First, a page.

Unlike its well-known 1MZ-FE ancestor, the new 3MZ-FE (3.3L V-6) is an interference design. Now, I haven't seen that on an official Toyota document, but I have seen it several places on the net. Woe to the poor fool who lets his timing belt go. . .
Originally posted by SolaraTRD I first heard about them on Nissan's.
what are the benefits of chain though? besides being all strong and no slipping wear. (The obvious)
They're much more durable than the belts. As a result, they don't abruptly break like belts can. A broken belt in an interference engine probably means the whole engine is destroyed, as the pistons take turns slamming into open valves. Ouch. Bad. Chains are lubricated by the engine's oil system, and are designed so that they should last as long or longer than the rest of the engine. Years ago, the main drawback of the chains was that they were noisier. That's now been largely designed out of them. Ironically, I find the VQ35 V-6 in my G35 is more "mechanical" sounding than the 1MZ in the Camry I had before, but none of the mechanical sounds seem to be from the chain.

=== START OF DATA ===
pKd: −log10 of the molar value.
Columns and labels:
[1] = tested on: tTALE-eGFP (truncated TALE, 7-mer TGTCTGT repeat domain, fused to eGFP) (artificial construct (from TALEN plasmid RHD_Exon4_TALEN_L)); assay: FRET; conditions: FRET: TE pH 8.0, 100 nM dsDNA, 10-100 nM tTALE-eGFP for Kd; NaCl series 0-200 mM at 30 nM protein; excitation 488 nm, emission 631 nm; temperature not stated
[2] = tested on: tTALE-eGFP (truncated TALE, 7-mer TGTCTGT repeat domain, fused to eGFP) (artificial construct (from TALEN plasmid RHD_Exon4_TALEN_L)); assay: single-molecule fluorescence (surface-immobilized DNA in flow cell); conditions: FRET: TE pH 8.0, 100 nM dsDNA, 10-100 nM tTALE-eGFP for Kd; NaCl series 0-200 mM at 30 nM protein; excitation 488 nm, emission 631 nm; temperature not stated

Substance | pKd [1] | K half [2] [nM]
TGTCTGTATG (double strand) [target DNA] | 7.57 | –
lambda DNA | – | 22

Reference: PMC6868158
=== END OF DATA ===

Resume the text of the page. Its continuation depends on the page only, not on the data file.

Originally posted by Ukrainian102 Sorry for asking but what does interference and non-interference mean. Is it chain- and belt-drive?
No problem. In an interference design, the valves open deeply enough into the combustion chamber that they actually occupy space that the climbing piston will reach a few microseconds after the valve starts pulling back. These engines absolutely depend upon the proper operation of the mechanical timing system to ensure that the two don't try to be in the same place at the same time. Hence the disadvantage this type of design has when a timing belt, which is responsible for positioning the valves, breaks suddenly. This is generally a bad, bad thing.
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